Phil Bailey is strategy director at Twenty7Tec Group
“Where do we draw the line between all this fancy technology and the value of my mortgage adviser?”
A few weeks ago, I was asked that exact question by someone who knows very little about technology or the world of mortgages – My 92-year-old neighbour.
I was attempting to explain what I do for a living and the industry I work in. I don’t believe it went very well… as I’m almost certain Rosemary now believes I’m single handily responsible for the financial crash. While helping to destroy the world of lending with my army of cyber robots and systems that will take people’s jobs and destroy the known world as we know it.
One might say… our chat could have gone better.
But it’s a very valid question that has been raised in some way or another, more times than I care to remember. I’ll admit, usually through the more likely person – a mortgage broker, over old Mrs Whitaker next door.
Broker facing technology is there to aid not replace. It’s all about getting you majority of the way there, while still ensuring you do what you do best and advise your client.
Don’t get me wrong, I’m a huge believer in AI, robo-advice, algorithms and generally anything else that can give a customer what they expect in this day and age. But for now, I’ll focus on broker-facing technology and the systems that allow you to be even more than just a mere human.
Sourcing systems are a great example of this, allowing you to expand your knowledge across thousands of products and see a snapshot of what the market is offering at any given time. Some do this better than others, but should get you 80% of the way there in choosing the right product for your client. Not try and dictate who to go with.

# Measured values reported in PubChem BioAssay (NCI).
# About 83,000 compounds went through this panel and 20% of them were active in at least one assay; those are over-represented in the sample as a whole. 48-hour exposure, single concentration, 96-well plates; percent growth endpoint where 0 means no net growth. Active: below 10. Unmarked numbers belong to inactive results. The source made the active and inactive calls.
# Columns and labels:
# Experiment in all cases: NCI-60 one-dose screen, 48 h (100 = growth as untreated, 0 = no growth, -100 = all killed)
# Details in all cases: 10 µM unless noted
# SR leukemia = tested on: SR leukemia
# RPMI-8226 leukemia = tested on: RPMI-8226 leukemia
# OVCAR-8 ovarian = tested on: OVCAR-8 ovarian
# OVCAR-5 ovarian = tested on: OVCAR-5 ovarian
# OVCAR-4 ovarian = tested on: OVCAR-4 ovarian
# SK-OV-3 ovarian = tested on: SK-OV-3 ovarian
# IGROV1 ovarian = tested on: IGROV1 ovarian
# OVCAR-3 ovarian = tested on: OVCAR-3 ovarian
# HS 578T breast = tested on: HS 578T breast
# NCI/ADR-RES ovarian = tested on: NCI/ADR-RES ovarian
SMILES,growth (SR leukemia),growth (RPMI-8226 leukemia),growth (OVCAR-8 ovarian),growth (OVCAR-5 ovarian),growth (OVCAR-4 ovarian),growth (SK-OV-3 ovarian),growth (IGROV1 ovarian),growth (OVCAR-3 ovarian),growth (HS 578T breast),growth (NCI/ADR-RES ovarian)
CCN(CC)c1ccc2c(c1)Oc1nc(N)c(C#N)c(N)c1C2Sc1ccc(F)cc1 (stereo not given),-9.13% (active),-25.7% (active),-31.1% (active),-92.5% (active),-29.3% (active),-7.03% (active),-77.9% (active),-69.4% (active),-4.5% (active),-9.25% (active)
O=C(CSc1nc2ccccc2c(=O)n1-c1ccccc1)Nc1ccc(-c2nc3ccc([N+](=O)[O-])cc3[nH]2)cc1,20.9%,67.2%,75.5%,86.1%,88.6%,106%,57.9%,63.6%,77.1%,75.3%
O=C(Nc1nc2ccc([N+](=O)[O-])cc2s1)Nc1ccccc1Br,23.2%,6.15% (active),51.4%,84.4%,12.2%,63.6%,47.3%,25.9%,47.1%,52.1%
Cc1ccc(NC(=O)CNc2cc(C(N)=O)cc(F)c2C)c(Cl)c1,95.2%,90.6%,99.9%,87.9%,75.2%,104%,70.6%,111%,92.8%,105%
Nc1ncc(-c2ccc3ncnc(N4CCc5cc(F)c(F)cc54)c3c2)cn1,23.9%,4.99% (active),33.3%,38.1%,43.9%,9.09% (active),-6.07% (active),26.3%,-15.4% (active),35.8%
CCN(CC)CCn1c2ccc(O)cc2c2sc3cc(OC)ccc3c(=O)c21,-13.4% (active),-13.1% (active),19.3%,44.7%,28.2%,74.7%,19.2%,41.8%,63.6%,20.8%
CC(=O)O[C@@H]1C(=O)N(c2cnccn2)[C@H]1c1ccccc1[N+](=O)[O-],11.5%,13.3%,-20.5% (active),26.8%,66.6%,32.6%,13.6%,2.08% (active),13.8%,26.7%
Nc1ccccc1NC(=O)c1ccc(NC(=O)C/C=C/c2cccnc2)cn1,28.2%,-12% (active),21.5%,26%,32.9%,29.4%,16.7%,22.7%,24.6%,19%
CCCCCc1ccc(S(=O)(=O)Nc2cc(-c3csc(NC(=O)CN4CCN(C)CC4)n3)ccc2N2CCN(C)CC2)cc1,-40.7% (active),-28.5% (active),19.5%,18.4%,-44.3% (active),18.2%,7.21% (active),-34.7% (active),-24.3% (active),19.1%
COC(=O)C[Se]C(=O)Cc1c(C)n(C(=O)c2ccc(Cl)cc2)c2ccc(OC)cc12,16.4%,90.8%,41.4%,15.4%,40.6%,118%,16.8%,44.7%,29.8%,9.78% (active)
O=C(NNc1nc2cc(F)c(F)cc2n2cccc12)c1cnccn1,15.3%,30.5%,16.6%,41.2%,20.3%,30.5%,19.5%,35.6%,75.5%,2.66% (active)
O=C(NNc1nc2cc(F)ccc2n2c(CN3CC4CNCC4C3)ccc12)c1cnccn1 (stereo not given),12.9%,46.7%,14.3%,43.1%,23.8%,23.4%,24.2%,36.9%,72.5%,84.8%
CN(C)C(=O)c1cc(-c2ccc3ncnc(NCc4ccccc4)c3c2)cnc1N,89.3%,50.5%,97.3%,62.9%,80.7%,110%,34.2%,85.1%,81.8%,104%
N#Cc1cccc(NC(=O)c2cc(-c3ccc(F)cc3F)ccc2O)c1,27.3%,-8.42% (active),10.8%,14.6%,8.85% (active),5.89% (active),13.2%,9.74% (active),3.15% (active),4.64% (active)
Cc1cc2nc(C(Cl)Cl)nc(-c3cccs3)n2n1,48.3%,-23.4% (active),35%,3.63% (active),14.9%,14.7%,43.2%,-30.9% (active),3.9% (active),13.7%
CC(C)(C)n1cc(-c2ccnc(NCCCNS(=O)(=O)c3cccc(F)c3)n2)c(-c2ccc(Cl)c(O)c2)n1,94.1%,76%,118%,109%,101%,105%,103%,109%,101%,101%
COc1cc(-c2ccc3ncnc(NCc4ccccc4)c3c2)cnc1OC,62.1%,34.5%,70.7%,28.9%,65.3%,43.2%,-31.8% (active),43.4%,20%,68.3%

For example, only you will know what lender BDM came for a visit last week and told you about a new product, or that special underwriter who has helped you in the past with a tricky case. A sourcing system is never going to know these things, and in all honesty… doesn’t want to.
Sourcing systems are there to narrow the products available, not try and replace or counter the knowledge you have built up in this industry as mortgage brokers.
This is where using lending criteria or client eligibility via sourcing needs to be taken with a pinch of salt. Yes, criteria based sourcing is a huge step in the right direction for more accurate results, without trying to replace the value of a broker. Adding real value and accuracy to narrow your search, without leading you towards one lender over another.
Client eligibility checking is a completely different game though. Checking a client’s affordability, bank statements, outgoings, credit report or the lenders appetite to lend is not always a time saver. Is the system checking every lender? Does the system work effectively when there is manual underwriting involved? How much data is it checking to provide an answer?
I have heard brokers in the past tell me that many lenders struggle to know their own lending appetite at that specific date and time, let alone allowing a system to tell you.
How many times has a sourcing system told you a product isn’t available, only for you to then call the lender or BDM and get the product you knew existed? How many times have you found the best product for your client, only to struggle getting your technology or compliance steps to match what you know is best for your client?
Sourcing systems and mortgage technology in general is far from perfect. But it doesn’t need to be. Let sourcing systems get you 80% of the way there so you can do what you do best.
Until more lenders make available their detailed lending criteria, client eligibility details and all the things they hold in that magic black box of theirs. I suggest we leave that side of things firmly with the brokers and their knowledge of the market and products for now. Yes, you might save some time with the odd DIP/AIP. But I would hate to be the one trying to justify my recommendation based on “the system said so”.
The world of Fintech is changing faster than ever before. But let’s not get ahead of ourselves until we fix the basics first.